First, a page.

Saturday, September 15, 2018

Review of Holway's Voices From the Great Black Baseball Leagues

John Holway was smart enough to get oral histories of Negro League stars in the early 1970s before they were gone. What a wonderful collection, just as The Glory of Their Times did for white players. I enjoyed it immensely. Each chapter is one player telling his story.

There is a lot of talk these days about the "right" way to play, and grumbling about how baseball used to be better before analytics. As you might guess, same as with general griping about how terrible youngsters are, this is an eternal lament. These ballplayers repeated similar complaints about how there was no "trickeration" any more, less skill, more coddling. And they were talking almost 50 years ago.

One of the "right" ways to play is bunting. They complained that by the early 1970s no one was bunting anymore. In other words, the old guys who whine now that the bunt has disappeared were themselves criticized for not doing it enough and not doing it well. Incidentally, the way the Negro League players talked, they must have bunted a lot. They all talked about it in some detail.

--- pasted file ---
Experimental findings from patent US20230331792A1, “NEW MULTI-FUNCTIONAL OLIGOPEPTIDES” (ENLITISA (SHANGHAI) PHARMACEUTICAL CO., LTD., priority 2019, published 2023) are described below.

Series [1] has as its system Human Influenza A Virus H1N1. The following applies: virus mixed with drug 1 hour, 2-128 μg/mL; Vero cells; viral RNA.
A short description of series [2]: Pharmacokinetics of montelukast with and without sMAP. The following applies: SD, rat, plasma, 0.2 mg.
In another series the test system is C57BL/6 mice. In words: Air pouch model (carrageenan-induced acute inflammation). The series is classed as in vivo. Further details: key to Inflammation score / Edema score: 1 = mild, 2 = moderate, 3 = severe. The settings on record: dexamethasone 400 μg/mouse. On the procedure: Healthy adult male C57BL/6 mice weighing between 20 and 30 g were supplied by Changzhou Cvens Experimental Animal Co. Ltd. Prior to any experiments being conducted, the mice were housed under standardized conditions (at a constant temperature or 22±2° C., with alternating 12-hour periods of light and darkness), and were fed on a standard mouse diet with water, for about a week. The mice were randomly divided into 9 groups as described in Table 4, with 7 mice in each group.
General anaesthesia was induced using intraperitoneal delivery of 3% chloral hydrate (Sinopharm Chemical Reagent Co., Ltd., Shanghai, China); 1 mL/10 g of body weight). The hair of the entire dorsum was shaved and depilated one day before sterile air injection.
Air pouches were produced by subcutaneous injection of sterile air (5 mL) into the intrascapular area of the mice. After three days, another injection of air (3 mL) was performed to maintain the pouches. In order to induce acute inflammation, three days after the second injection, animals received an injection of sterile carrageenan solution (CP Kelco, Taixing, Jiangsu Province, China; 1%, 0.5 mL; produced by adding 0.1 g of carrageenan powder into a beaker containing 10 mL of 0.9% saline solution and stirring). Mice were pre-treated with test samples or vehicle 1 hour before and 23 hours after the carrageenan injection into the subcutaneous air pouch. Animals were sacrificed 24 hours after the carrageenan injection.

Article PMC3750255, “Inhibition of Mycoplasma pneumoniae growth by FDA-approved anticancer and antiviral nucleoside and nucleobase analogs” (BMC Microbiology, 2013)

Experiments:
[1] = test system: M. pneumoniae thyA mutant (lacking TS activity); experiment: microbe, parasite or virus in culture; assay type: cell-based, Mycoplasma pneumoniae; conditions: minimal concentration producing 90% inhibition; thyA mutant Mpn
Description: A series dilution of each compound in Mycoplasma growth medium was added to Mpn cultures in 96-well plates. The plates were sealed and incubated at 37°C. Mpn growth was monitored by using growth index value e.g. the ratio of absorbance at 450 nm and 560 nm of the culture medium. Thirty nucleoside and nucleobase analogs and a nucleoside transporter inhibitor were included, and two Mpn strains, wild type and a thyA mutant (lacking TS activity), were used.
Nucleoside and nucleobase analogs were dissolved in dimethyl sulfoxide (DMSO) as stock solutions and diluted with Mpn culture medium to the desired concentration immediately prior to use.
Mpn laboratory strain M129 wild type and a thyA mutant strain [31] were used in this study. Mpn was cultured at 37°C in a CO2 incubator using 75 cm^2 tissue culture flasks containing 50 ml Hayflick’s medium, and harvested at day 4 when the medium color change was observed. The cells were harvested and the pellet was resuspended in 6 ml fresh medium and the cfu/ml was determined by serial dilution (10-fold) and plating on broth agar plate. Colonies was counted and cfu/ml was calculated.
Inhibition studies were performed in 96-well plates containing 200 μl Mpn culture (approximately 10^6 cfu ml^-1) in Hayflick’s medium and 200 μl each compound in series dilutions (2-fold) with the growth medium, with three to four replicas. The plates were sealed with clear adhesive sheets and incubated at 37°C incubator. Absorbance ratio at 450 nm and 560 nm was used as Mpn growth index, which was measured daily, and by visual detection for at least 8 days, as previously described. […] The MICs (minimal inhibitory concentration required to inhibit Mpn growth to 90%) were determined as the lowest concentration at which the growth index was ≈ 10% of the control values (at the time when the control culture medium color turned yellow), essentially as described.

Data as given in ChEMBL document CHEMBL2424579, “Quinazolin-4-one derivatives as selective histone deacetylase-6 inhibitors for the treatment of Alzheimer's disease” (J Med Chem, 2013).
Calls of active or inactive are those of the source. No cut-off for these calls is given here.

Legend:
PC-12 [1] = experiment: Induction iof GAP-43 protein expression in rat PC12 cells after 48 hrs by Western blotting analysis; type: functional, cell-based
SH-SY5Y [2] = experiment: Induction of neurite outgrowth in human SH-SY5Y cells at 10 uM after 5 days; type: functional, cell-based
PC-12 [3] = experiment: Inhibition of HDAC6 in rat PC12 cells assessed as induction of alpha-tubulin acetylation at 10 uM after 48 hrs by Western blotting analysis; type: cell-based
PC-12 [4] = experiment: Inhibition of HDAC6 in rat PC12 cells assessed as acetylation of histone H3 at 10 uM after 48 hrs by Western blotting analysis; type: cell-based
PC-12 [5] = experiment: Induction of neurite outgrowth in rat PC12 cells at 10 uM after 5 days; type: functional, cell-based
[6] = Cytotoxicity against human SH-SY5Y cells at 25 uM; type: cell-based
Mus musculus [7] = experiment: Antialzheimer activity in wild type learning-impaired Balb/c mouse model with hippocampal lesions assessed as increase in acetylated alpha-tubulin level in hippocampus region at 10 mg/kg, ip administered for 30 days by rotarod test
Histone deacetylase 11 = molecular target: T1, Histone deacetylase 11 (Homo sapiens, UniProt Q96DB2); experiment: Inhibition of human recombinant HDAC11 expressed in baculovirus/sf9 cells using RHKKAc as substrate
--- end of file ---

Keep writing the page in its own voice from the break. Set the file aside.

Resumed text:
Just as I read in the Satchel Paige biography, these players were unanimous that Jackie Robinson was far from the best player and that the Negro Leagues should get more credit for showing white players and executives for so long that their players could beat anyone.

The players show a lot of nostalgia but amazingly little bitterness. They had the bad luck of being excellent baseball players at a time when they were not allowed to get the kinds of salaries, fame, and comforts they deserved. They felt proud that their hard work proved that they were just as good or better than white players, who they routinely defeated in all star games. As Othello "Chico" Renfroe said, "I can really say baseball's the great American game, although it did discriminate against us for many years."


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